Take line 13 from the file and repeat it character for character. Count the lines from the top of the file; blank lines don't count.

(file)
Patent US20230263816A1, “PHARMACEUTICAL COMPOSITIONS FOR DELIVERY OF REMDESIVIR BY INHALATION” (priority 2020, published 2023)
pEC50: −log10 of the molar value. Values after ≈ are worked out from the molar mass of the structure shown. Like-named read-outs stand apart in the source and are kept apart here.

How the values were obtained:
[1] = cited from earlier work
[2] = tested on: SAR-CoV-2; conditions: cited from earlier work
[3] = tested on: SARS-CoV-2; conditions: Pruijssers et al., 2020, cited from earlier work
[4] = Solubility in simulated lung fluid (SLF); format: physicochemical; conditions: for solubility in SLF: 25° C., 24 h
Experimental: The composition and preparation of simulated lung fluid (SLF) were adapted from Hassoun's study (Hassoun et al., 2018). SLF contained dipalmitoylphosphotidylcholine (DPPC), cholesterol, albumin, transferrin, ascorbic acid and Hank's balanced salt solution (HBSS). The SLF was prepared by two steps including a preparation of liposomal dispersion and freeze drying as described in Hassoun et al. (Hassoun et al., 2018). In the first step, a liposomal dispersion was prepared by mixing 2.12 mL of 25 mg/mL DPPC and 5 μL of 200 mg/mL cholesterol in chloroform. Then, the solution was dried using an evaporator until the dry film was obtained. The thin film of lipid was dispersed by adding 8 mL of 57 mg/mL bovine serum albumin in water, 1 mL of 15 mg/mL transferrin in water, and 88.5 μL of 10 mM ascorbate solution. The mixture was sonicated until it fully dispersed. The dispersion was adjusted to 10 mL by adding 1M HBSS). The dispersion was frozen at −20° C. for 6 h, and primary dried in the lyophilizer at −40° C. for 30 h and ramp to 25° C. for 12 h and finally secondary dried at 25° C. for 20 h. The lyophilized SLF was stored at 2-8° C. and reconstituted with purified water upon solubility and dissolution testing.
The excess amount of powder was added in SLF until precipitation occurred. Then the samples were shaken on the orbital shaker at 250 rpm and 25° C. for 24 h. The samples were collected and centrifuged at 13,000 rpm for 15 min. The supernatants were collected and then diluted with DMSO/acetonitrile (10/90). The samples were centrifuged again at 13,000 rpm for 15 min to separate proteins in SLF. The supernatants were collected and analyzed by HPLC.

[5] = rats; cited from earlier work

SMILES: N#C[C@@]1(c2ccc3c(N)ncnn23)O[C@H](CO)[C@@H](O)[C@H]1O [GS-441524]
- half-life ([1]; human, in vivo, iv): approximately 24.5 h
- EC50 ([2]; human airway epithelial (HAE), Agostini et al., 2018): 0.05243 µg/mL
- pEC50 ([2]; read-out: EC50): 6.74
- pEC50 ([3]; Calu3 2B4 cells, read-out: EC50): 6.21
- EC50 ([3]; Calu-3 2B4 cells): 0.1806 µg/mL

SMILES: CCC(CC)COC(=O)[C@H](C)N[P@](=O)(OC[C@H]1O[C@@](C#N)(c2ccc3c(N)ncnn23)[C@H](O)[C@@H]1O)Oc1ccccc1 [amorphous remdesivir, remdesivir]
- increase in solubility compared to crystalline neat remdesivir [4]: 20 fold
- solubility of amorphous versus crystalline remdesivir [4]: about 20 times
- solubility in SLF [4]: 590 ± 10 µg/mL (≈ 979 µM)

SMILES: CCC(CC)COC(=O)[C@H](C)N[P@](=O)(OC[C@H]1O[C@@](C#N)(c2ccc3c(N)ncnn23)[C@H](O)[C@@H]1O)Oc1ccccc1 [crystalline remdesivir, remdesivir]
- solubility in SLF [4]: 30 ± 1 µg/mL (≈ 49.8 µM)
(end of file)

- EC50 ([2]; human airway epithelial (HAE), Agostini et al., 2018): 0.05243 µg/mL